Hearing the Call
Something kind of amazing just happened in a company-wide conference call that I was part of.
The non-amazing part involved both furloughs and pay reductions. Basically taking away 20% of people's paychecks in the 10 weeks leading up to Christmas.
The amazing part was during the Q+A portion. These things are usually restrained exchanges, if anyone even feels the need to ask a question.
But this time a woman, whose husband is also an employee, spoke out. You could hear both anger and tears in her voice as she asked how they were supposed to get by and pay their bills. She, along with everyone else in the rank and file, took a large pay cut earlier this year. Most of us earn very modest salaries to begin with. Why was the salvation of the company being placed on the backs of its lowest paid workers?
Naturally, the executives had no real answer to her question. The economy is in the tank, you may have heard.
Perhaps emboldened by her candor, several more callers from across the country expressed similar exasperation/despair.
In the overall scheme of things, the outrage means nothing. The corporation must do what it must do, in order to survive. The millionaires who pull the strings cannot relate to the marionettes so far below them.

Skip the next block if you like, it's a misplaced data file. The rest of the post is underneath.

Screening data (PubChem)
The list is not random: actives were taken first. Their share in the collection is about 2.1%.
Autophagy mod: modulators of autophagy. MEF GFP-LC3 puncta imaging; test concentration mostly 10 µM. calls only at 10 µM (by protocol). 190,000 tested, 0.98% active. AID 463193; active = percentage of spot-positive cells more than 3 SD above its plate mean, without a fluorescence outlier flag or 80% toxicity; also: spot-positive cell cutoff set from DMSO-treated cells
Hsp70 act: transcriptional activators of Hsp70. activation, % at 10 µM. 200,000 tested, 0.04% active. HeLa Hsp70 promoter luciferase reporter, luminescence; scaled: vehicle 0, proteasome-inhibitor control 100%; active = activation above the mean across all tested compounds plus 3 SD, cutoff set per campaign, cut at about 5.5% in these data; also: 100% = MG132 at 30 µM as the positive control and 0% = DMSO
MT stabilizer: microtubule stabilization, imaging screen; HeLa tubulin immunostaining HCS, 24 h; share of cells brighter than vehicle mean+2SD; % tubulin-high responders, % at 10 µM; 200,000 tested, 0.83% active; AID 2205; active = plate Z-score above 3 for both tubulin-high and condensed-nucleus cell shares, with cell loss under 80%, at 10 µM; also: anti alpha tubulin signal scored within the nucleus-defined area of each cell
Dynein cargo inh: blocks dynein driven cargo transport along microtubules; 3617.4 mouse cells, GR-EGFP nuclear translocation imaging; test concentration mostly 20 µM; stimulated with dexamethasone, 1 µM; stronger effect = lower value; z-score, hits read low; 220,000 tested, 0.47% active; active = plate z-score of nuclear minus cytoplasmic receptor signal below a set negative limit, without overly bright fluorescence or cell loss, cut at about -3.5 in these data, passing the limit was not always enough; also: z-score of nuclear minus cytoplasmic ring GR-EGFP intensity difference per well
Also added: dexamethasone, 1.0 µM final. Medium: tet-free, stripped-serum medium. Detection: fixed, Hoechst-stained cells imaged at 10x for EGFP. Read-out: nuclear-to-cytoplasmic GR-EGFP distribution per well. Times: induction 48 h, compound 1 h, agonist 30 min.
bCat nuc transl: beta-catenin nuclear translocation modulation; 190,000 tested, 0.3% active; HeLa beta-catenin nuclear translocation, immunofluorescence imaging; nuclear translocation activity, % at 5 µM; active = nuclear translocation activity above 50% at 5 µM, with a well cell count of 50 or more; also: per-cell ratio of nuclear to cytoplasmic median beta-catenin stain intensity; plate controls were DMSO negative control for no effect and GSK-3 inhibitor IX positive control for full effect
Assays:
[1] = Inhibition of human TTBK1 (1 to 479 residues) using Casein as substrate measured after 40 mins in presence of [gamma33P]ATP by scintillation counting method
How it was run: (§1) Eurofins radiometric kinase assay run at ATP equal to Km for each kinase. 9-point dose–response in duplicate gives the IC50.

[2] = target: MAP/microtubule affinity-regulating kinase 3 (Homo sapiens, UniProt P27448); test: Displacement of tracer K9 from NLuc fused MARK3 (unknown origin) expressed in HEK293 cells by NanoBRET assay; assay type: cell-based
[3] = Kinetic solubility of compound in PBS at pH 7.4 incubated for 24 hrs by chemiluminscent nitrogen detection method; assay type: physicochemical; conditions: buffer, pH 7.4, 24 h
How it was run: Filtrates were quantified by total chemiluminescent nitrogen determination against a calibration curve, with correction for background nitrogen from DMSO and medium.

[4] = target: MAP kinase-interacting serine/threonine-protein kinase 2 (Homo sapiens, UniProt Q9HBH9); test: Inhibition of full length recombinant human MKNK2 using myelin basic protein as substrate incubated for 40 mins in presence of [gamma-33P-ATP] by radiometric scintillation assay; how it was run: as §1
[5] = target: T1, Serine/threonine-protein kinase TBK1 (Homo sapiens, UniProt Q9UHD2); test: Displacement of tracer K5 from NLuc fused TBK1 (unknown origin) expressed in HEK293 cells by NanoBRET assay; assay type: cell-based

But maybe today the company's president got to understand, just a little, that those budget figures represent real people. Skilled people. Good people. People who will have to run up debt to put gifts under the Christmas tree, who will juggle to pay their bills, who will pray that nothing breaks or leaks, that no one gets sick.
We'll get by. Driving a 10-year-old car, throwing blankets over the holes in the couch, stretching the kids' clothes so they don't grow out of them so fast. No savings, no vacations, basic cable, voice-only cell plans, crappy cheap food and avoiding the doctor to save those $20 copays.
Such is life in the new Millennium. Ain't it grand?